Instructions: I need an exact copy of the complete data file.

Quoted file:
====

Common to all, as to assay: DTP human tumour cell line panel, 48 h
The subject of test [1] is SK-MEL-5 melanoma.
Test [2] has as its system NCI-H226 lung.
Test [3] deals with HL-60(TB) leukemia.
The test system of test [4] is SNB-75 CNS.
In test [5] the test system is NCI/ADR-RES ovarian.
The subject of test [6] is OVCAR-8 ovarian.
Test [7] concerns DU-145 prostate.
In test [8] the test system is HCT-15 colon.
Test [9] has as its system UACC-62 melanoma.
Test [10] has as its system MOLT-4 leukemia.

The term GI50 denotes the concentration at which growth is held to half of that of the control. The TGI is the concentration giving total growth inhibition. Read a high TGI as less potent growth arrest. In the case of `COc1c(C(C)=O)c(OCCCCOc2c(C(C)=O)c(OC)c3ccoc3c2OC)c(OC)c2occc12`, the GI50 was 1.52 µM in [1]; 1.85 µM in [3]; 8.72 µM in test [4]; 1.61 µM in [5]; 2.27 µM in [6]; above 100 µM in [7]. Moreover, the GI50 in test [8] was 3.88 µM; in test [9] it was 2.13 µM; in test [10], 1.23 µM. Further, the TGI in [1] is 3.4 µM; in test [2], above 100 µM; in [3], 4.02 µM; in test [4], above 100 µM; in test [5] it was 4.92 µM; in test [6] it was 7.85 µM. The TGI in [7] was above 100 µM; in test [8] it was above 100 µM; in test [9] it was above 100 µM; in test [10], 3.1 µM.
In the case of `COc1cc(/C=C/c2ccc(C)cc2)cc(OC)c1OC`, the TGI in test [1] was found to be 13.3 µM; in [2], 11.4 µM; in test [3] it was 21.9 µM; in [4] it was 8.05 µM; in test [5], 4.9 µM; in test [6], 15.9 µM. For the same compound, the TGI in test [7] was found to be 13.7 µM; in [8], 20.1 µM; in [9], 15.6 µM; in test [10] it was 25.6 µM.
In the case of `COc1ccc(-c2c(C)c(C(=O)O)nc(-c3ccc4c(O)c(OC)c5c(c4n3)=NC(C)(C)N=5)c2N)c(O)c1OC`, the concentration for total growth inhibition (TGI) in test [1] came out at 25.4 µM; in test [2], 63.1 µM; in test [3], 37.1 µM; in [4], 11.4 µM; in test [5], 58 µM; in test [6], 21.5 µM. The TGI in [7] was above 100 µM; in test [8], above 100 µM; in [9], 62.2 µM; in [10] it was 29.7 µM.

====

Common to all, as to assay: DTP human tumour cell line panel, 48 h
The subject of test [1] is SK-MEL-5 melanoma.
Test [2] has as its system NCI-H226 lung.
Test [3] deals with HL-60(TB) leukemia.
The test system of test [4] is SNB-75 CNS.
In test [5] the test system is NCI/ADR-RES ovarian.
The subject of test [6] is OVCAR-8 ovarian.
Test [7] concerns DU-145 prostate.
In test [8] the test system is HCT-15 colon.
Test [9] has as its system UACC-62 melanoma.
Test [10] has as its system MOLT-4 leukemia.

The term GI50 denotes the concentration at which growth is held to half of that of the control. The TGI is the concentration giving total growth inhibition. Read a high TGI as less potent growth arrest. In the case of `COc1c(C(C)=O)c(OCCCCOc2c(C(C)=O)c(OC)c3ccoc3c2OC)c(OC)c2occc12`, the GI50 was 1.52 µM in [1]; 1.85 µM in [3]; 8.72 µM in test [4]; 1.61 µM in [5]; 2.27 µM in [6]; above 100 µM in [7]. Moreover, the GI50 in test [8] was 3.88 µM; in test [9] it was 2.13 µM; in test [10], 1.23 µM. Further, the TGI in [1] is 3.4 µM; in test [2], above 100 µM; in [3], 4.02 µM; in test [4], above 100 µM; in test [5] it was 4.92 µM; in test [6] it was 7.85 µM. The TGI in [7] was above 100 µM; in test [8] it was above 100 µM; in test [9] it was above 100 µM; in test [10], 3.1 µM.
In the case of `COc1cc(/C=C/c2ccc(C)cc2)cc(OC)c1OC`, the TGI in test [1] was found to be 13.3 µM; in [2], 11.4 µM; in test [3] it was 21.9 µM; in [4] it was 8.05 µM; in test [5], 4.9 µM; in test [6], 15.9 µM. For the same compound, the TGI in test [7] was found to be 13.7 µM; in [8], 20.1 µM; in [9], 15.6 µM; in test [10] it was 25.6 µM.
In the case of `COc1ccc(-c2c(C)c(C(=O)O)nc(-c3ccc4c(O)c(OC)c5c(c4n3)=NC(C)(C)N=5)c2N)c(O)c1OC`, the concentration for total growth inhibition (TGI) in test [1] came out at 25.4 µM; in test [2], 63.1 µM; in test [3], 37.1 µM; in [4], 11.4 µM; in test [5], 58 µM; in test [6], 21.5 µM. The TGI in [7] was above 100 µM; in test [8], above 100 µM; in [9], 62.2 µM; in [10] it was 29.7 µM.